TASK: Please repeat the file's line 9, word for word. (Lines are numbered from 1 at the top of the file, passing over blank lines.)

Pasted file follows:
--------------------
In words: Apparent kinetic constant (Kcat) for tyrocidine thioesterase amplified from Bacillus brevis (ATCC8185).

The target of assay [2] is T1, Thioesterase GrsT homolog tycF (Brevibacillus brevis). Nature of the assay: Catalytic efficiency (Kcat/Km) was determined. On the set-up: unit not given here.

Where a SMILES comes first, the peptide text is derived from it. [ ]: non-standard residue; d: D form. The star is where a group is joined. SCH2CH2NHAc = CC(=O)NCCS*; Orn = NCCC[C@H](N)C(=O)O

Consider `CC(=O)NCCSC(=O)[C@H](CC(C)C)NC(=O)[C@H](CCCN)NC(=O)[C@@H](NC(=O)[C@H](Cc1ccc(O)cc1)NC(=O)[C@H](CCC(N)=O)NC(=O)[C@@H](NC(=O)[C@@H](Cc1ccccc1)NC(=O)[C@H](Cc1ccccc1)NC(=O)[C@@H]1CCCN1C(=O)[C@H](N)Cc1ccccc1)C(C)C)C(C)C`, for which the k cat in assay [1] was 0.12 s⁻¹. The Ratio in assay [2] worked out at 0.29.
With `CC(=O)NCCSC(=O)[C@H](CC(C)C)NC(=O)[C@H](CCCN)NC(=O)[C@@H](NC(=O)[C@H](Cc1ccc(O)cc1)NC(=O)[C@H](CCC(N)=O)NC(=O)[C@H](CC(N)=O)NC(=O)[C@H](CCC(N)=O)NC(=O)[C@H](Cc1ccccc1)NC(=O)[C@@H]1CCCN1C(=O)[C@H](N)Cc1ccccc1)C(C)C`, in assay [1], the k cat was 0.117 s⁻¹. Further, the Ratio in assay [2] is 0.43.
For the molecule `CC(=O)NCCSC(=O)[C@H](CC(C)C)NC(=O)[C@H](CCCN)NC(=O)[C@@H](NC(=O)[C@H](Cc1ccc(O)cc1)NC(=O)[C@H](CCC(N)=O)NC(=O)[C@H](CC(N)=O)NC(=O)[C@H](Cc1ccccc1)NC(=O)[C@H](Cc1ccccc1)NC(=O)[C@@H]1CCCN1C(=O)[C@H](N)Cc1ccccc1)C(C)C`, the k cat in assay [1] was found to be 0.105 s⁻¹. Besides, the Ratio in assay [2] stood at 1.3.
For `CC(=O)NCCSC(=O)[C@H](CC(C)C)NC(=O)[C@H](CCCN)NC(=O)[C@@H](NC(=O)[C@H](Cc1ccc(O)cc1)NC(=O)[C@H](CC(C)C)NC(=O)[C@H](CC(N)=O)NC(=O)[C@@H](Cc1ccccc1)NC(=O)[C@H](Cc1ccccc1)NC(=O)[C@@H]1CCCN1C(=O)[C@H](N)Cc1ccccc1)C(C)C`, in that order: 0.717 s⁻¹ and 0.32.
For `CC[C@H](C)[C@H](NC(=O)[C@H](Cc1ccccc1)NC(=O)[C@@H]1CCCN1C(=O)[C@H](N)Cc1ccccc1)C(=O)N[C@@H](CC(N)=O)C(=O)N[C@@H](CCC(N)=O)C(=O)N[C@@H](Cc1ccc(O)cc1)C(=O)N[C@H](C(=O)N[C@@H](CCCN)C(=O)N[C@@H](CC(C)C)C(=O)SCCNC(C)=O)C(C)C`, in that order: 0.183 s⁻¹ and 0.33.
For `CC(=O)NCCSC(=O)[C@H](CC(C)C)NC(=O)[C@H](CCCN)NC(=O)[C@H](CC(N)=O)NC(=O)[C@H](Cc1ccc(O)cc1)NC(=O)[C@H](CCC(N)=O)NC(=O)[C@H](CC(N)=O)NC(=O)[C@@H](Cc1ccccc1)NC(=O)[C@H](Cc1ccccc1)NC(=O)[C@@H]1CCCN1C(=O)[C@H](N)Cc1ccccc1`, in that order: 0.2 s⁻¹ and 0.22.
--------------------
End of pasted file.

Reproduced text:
For `CC(=O)NCCSC(=O)[C@H](CC(C)C)NC(=O)[C@H](CCCN)NC(=O)[C@H](CC(N)=O)NC(=O)[C@H](Cc1ccc(O)cc1)NC(=O)[C@H](CCC(N)=O)NC(=O)[C@H](CC(N)=O)NC(=O)[C@@H](Cc1ccccc1)NC(=O)[C@H](Cc1ccccc1)NC(=O)[C@@H]1CCCN1C(=O)[C@H](N)Cc1ccccc1`, in that order: 0.2 s⁻¹ and 0.22.